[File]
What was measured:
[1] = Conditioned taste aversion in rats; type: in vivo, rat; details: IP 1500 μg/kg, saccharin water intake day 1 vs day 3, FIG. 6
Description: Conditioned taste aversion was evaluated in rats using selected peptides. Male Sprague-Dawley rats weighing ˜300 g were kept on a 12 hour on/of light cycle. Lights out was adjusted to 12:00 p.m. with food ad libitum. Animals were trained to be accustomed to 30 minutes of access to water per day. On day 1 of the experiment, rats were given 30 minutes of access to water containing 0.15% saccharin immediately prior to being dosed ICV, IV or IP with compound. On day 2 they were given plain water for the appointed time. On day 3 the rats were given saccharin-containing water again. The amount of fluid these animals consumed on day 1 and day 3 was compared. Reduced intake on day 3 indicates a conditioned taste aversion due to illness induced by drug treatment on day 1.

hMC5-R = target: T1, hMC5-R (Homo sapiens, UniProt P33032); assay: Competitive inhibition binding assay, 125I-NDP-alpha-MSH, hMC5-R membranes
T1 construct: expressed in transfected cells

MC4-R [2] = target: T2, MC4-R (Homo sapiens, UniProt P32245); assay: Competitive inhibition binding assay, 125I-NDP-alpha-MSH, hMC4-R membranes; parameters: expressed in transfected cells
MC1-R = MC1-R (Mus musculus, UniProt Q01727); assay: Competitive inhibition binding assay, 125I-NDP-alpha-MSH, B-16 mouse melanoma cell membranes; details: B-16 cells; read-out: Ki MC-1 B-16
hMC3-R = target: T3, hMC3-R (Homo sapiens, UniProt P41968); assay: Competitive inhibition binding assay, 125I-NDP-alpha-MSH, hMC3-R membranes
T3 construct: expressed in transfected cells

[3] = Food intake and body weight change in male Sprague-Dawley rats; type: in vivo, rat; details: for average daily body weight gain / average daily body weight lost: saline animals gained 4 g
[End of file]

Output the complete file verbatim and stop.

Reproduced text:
What was measured:
[1] = Conditioned taste aversion in rats; type: in vivo, rat; details: IP 1500 μg/kg, saccharin water intake day 1 vs day 3, FIG. 6
Description: Conditioned taste aversion was evaluated in rats using selected peptides. Male Sprague-Dawley rats weighing ˜300 g were kept on a 12 hour on/of light cycle. Lights out was adjusted to 12:00 p.m. with food ad libitum. Animals were trained to be accustomed to 30 minutes of access to water per day. On day 1 of the experiment, rats were given 30 minutes of access to water containing 0.15% saccharin immediately prior to being dosed ICV, IV or IP with compound. On day 2 they were given plain water for the appointed time. On day 3 the rats were given saccharin-containing water again. The amount of fluid these animals consumed on day 1 and day 3 was compared. Reduced intake on day 3 indicates a conditioned taste aversion due to illness induced by drug treatment on day 1.

hMC5-R = target: T1, hMC5-R (Homo sapiens, UniProt P33032); assay: Competitive inhibition binding assay, 125I-NDP-alpha-MSH, hMC5-R membranes
T1 construct: expressed in transfected cells

MC4-R [2] = target: T2, MC4-R (Homo sapiens, UniProt P32245); assay: Competitive inhibition binding assay, 125I-NDP-alpha-MSH, hMC4-R membranes; parameters: expressed in transfected cells
MC1-R = MC1-R (Mus musculus, UniProt Q01727); assay: Competitive inhibition binding assay, 125I-NDP-alpha-MSH, B-16 mouse melanoma cell membranes; details: B-16 cells; read-out: Ki MC-1 B-16
hMC3-R = target: T3, hMC3-R (Homo sapiens, UniProt P41968); assay: Competitive inhibition binding assay, 125I-NDP-alpha-MSH, hMC3-R membranes
T3 construct: expressed in transfected cells

[3] = Food intake and body weight change in male Sprague-Dawley rats; type: in vivo, rat; details: for average daily body weight gain / average daily body weight lost: saline animals gained 4 g